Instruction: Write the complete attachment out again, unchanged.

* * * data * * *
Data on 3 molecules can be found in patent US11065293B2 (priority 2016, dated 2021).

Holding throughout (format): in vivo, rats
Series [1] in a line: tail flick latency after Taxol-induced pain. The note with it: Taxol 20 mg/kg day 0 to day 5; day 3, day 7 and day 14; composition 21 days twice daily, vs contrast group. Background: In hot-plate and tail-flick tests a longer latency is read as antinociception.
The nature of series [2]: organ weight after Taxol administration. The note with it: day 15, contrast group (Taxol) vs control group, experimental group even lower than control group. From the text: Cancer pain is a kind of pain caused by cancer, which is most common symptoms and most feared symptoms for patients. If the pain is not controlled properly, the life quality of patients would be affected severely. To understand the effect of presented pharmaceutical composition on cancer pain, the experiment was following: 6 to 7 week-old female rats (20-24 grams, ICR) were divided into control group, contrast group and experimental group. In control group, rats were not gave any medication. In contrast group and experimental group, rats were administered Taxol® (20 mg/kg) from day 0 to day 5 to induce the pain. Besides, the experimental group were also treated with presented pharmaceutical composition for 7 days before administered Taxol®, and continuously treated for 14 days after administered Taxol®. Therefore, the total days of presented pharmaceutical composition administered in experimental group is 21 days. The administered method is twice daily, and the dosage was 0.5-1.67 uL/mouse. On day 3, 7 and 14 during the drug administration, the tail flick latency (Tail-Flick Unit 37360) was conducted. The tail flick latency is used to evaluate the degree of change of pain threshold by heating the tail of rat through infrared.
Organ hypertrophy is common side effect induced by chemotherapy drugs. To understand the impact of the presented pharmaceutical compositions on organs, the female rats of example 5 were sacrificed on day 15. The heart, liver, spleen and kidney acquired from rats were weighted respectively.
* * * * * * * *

Data on 3 molecules can be found in patent US11065293B2 (priority 2016, dated 2021).

Holding throughout (format): in vivo, rats
Series [1] in a line: tail flick latency after Taxol-induced pain. The note with it: Taxol 20 mg/kg day 0 to day 5; day 3, day 7 and day 14; composition 21 days twice daily, vs contrast group. Background: In hot-plate and tail-flick tests a longer latency is read as antinociception.
The nature of series [2]: organ weight after Taxol administration. The note with it: day 15, contrast group (Taxol) vs control group, experimental group even lower than control group. From the text: Cancer pain is a kind of pain caused by cancer, which is most common symptoms and most feared symptoms for patients. If the pain is not controlled properly, the life quality of patients would be affected severely. To understand the effect of presented pharmaceutical composition on cancer pain, the experiment was following: 6 to 7 week-old female rats (20-24 grams, ICR) were divided into control group, contrast group and experimental group. In control group, rats were not gave any medication. In contrast group and experimental group, rats were administered Taxol® (20 mg/kg) from day 0 to day 5 to induce the pain. Besides, the experimental group were also treated with presented pharmaceutical composition for 7 days before administered Taxol®, and continuously treated for 14 days after administered Taxol®. Therefore, the total days of presented pharmaceutical composition administered in experimental group is 21 days. The administered method is twice daily, and the dosage was 0.5-1.67 uL/mouse. On day 3, 7 and 14 during the drug administration, the tail flick latency (Tail-Flick Unit 37360) was conducted. The tail flick latency is used to evaluate the degree of change of pain threshold by heating the tail of rat through infrared.
Organ hypertrophy is common side effect induced by chemotherapy drugs. To understand the impact of the presented pharmaceutical compositions on organs, the female rats of example 5 were sacrificed on day 15. The heart, liver, spleen and kidney acquired from rats were weighted respectively.